Silence enveloped the group and Eliana had no idea what her face was doing, why Naomi was standing in front of her, or why they were hugging. It was happening to someone else, and the colonists were applauding politely like an audience on one of those old TV shows. She didn’t think they had ever hugged as adults. Naomi was so tall.
“What the hell…” Eliana whispered in her sister’s ear, “are you doing here?”
“I thought you could use some help,” she replied, appearing to hold back tears and emotions so persuasively Eliana almost bought it. Then, stepping back to address the onlookers, Naomi announced “I came to find my sister. I didn’t like how things were left between us, and I wanted to see if this place was all it was cracked up to be.” Naomi could summon a knife-sharp gravitas, Eliana knew, but only for a moment, before she grew full of herself. “Your security has some big gaps, that’s for sure. Maybe my friend and I could offer some pointers.”
Eliana realized there was another newcomer standing just next to them, a petite, brown-skinned woman with glasses who nervously clutched her arms around a Sonic Youth T-shirt. She was distractingly cute, and Eliana almost forgot what was going on.
“We should send them back!” a voice snapped from the crowd, instigating a clamor of opinions. Given the community discussions that mired even the smallest decisions in Betaville, this was going to take days to sort out. Youssef was staring at her, reading her apprehension, “Eliana, can she be trusted?”
She looked at Naomi, about whom she knew too much and too little. A painful reminder of how their family had disintegrated over the years. She’d been sickened by Naomi’s selfishness and materialism when so many needed help, and barely kept in touch until… that phone call. “I… I don’t know,” she stammered. The crowd swelled with pointed fingers and shouting. A silver fish flopped out of the Portal and into the primordial sea.
Someone from the receiving crew spoke up, “They weren’t sanitized or searched before they came. We should quarantine them while we sort this out.” He cleared a path with the help of the bearded newcomer, and Eliana found herself walking along the beach with Naomi and her friends.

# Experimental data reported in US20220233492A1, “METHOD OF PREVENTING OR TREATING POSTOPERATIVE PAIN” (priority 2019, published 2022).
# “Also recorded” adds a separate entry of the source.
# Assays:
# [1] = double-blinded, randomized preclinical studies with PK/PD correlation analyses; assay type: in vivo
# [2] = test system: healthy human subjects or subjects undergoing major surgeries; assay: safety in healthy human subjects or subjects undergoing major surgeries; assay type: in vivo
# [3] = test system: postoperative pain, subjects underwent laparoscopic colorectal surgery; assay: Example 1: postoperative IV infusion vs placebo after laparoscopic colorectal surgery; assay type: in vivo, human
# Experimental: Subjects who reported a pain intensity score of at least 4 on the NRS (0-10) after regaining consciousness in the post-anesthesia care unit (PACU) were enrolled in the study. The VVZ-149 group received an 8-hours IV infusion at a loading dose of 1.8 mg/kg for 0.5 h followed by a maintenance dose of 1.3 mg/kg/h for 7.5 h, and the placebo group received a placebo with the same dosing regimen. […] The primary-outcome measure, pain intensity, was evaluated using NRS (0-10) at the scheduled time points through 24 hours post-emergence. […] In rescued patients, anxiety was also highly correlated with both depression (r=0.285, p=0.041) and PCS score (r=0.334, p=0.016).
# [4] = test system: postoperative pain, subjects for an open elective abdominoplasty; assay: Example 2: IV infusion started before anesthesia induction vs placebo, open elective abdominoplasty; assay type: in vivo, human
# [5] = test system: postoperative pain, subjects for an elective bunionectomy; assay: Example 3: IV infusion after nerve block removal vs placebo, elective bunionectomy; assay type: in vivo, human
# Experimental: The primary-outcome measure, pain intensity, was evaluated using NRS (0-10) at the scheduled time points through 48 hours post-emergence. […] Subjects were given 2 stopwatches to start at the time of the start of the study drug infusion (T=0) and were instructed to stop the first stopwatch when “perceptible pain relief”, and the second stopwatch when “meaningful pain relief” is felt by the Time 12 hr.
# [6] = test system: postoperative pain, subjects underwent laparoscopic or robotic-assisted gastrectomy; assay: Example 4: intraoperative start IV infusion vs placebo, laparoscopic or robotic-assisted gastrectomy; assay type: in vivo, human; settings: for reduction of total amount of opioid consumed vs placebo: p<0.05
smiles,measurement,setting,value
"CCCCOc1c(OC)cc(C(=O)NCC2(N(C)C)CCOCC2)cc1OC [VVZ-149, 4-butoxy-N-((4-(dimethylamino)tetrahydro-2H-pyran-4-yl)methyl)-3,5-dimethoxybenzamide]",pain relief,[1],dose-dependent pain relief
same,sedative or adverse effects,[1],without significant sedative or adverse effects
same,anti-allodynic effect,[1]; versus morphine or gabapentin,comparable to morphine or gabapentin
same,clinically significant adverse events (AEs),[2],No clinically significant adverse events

“Well, that went about as well as I expected,” sighed the man, who introduced himself as Duncan Tupper. Naomi and the other woman were walking behind them, and he whispered to Eliana, “We’ve prided ourselves in avoiding the need for jails or armed security here, as you know, so there’s not much to really enforce a decision with these two. My hope is that they can simply join the colony.”
“Are you with Agipan, then?” Eliana asked. “You seem like you know where you’re going.” Which was true, he was leading the group past Betaville in the opposite direction of the algae farms, toward a weather station that dominated the sky with its prickly antennae.
“I was on the Resolution Council.”
She laughed, “Oh, so it’s you I have to thank for the weekly sharing circles and these dorky uniforms.” She gestured at their matching blue jumpsuits, hers stained green from the farm, his stiff and unwashed.
“Yeah, aren’t those a little culty?” Naomi’s friend asked, catching up to them. “I’m Maya by the way.”
“Nice to meet you,” Eliana nodded in response. “You’ll see some more customized outfits in the city.”
“Alright,” Duncan smiled, “We want people to dress however they want. But the suits give everyone a blank template to start from without any cultural or gendered relics from Earth. The jumpsuits are also a survival measure until things are more established. Ballistic nylon, hydration system, vital monitoring…”
“Everything is monitored here,” Eliana explained, as she battled the stiff wind to keep her dark curls out of her face. “All the buildings and vehicles are hooked up to a smart grid that monitors energy use and directs excess heat and electricity wherever it’s needed.” They were approaching the weather station, which overlooked the gray sea like a Lego set abandoned in the wilderness, an assemblage of hexagonal bricks and beams atop a squat bluff. “When I got here, I was so excited to be done counting Merits, and being paranoid about how every little thing was going to affect my score. But everything here is still quantified and fed into algorithms. What you eat, who you work with, where you walk in the city...” she looked awkwardly to Duncan, “It’s kind of exhausting.”